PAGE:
LONDON (Reuters) - Sterling jumped on Tuesday by the most since June's Brexit referendum as Prime Minister Teresa May promised a parliamentary vote on Britain's deal to leave the European Union and stressed it would seek to stay a key European partner.
The pound, already up more than 1 percent as May began to deliver a keenly-awaited speech that had been extensively leaked to media, surged 2 percent on the day to reach $1.2278 at its peak.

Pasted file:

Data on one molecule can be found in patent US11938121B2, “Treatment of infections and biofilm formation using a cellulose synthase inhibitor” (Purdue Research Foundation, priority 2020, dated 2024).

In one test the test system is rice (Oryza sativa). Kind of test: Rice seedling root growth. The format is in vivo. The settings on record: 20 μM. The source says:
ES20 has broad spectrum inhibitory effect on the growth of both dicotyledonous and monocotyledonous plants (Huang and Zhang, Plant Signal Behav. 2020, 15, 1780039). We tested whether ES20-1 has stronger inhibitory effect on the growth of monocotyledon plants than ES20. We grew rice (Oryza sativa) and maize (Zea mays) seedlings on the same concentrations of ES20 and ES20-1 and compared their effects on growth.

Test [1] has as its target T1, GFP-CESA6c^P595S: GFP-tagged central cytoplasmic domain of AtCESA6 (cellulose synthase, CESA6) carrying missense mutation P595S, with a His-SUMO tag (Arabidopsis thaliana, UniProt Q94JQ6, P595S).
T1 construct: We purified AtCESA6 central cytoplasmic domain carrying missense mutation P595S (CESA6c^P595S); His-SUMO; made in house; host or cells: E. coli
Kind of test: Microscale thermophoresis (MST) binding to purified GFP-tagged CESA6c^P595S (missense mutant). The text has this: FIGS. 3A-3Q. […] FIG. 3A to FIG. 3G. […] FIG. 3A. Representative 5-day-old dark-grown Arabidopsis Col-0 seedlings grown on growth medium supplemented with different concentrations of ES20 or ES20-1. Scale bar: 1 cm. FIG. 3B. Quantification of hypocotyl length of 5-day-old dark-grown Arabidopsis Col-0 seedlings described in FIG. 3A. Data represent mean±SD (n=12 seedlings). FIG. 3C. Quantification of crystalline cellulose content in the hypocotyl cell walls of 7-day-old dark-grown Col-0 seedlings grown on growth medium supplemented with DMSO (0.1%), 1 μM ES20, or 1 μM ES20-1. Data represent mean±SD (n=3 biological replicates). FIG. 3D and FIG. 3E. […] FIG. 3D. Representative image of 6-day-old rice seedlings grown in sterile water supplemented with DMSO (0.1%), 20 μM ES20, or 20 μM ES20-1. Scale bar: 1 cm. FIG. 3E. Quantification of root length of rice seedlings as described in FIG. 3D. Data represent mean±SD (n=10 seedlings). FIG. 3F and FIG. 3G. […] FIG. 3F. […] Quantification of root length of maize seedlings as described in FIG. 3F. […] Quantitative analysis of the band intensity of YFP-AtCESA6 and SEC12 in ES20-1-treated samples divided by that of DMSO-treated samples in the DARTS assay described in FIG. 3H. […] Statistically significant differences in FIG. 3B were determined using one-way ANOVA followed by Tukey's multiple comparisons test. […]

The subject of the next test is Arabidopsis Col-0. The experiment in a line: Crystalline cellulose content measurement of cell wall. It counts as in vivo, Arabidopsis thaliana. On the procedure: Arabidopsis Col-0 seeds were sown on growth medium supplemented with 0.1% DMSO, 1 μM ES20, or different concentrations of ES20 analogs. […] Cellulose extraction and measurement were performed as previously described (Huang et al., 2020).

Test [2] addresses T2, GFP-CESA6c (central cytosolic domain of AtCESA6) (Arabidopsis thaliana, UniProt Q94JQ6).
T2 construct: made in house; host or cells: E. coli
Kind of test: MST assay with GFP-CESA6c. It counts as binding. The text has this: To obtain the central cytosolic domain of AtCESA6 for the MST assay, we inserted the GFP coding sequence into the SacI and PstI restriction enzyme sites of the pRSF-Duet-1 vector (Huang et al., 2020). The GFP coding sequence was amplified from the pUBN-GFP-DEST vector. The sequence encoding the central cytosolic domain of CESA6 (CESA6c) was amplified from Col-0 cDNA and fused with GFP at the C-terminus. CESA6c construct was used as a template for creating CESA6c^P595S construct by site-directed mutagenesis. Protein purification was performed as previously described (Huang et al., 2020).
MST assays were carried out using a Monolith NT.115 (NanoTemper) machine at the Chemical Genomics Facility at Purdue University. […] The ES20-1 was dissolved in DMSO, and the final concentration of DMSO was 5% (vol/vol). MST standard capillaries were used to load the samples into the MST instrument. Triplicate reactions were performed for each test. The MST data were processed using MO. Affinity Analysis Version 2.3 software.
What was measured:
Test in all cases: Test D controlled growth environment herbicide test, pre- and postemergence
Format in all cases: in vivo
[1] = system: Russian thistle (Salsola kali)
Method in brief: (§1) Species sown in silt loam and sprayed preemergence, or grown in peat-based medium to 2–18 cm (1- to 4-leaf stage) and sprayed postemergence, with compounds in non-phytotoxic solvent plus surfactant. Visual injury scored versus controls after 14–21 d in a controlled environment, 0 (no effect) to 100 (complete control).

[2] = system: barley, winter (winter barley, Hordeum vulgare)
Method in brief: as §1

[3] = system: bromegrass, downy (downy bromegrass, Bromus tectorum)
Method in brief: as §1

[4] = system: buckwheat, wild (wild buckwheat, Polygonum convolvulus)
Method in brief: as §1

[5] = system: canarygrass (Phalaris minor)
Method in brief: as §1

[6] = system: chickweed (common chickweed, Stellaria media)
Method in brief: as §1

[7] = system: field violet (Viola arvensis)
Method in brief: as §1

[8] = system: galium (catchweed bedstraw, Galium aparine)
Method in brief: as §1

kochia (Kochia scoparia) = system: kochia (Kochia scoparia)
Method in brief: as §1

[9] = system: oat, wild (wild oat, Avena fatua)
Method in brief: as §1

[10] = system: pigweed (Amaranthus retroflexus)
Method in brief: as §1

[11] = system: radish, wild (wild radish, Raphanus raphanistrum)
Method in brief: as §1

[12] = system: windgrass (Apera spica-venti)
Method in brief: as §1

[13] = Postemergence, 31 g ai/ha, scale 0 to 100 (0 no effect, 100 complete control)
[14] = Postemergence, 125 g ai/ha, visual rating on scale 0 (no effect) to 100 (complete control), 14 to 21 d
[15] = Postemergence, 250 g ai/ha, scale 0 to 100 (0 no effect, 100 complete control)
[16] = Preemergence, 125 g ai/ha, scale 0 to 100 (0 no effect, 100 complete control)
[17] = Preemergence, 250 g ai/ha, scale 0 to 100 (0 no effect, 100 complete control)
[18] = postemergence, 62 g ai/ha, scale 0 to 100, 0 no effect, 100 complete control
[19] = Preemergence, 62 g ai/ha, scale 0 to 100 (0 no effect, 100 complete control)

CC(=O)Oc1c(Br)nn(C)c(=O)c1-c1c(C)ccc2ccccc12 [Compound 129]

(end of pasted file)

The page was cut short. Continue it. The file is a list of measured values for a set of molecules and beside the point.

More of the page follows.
It also gained around 0.8 percent to 87.36 pence per euro, reflecting a broader sell-off in the dollar globally driven by concerns over Donald Trump's presidency.
The FTSE 100, which has tended to rise as sterling falls, extended an early drop led by exporters and mining companies as May spoke.
Gilt yields, which have been falling as expectations for future UK growth suffered from concerns over Brexit, rose around 2 basis points to 1.275 percent for 10-year paper.
(Reporting by Patrick Graham, Jemima Kelly, Marc Jones, Vikram Subhedar)